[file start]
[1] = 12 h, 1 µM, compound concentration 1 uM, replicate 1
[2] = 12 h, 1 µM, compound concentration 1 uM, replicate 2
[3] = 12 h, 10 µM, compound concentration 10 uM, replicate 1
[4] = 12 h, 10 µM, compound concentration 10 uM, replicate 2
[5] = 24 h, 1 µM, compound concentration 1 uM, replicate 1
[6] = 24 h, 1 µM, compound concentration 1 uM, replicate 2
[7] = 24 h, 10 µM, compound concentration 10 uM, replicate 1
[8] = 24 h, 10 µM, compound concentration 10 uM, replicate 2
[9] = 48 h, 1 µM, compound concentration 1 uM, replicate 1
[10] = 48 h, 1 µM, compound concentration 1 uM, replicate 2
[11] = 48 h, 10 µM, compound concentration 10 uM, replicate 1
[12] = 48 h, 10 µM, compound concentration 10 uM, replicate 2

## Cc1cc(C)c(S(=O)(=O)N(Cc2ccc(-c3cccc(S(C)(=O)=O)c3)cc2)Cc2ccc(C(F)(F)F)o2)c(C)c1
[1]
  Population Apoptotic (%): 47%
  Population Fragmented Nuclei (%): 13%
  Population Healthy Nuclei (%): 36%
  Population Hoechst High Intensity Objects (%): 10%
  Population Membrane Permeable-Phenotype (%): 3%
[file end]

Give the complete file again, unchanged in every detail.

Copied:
[1] = 12 h, 1 µM, compound concentration 1 uM, replicate 1
[2] = 12 h, 1 µM, compound concentration 1 uM, replicate 2
[3] = 12 h, 10 µM, compound concentration 10 uM, replicate 1
[4] = 12 h, 10 µM, compound concentration 10 uM, replicate 2
[5] = 24 h, 1 µM, compound concentration 1 uM, replicate 1
[6] = 24 h, 1 µM, compound concentration 1 uM, replicate 2
[7] = 24 h, 10 µM, compound concentration 10 uM, replicate 1
[8] = 24 h, 10 µM, compound concentration 10 uM, replicate 2
[9] = 48 h, 1 µM, compound concentration 1 uM, replicate 1
[10] = 48 h, 1 µM, compound concentration 1 uM, replicate 2
[11] = 48 h, 10 µM, compound concentration 10 uM, replicate 1
[12] = 48 h, 10 µM, compound concentration 10 uM, replicate 2

## Cc1cc(C)c(S(=O)(=O)N(Cc2ccc(-c3cccc(S(C)(=O)=O)c3)cc2)Cc2ccc(C(F)(F)F)o2)c(C)c1
[1]
  Population Apoptotic (%): 47%
  Population Fragmented Nuclei (%): 13%
  Population Healthy Nuclei (%): 36%
  Population Hoechst High Intensity Objects (%): 10%
  Population Membrane Permeable-Phenotype (%): 3%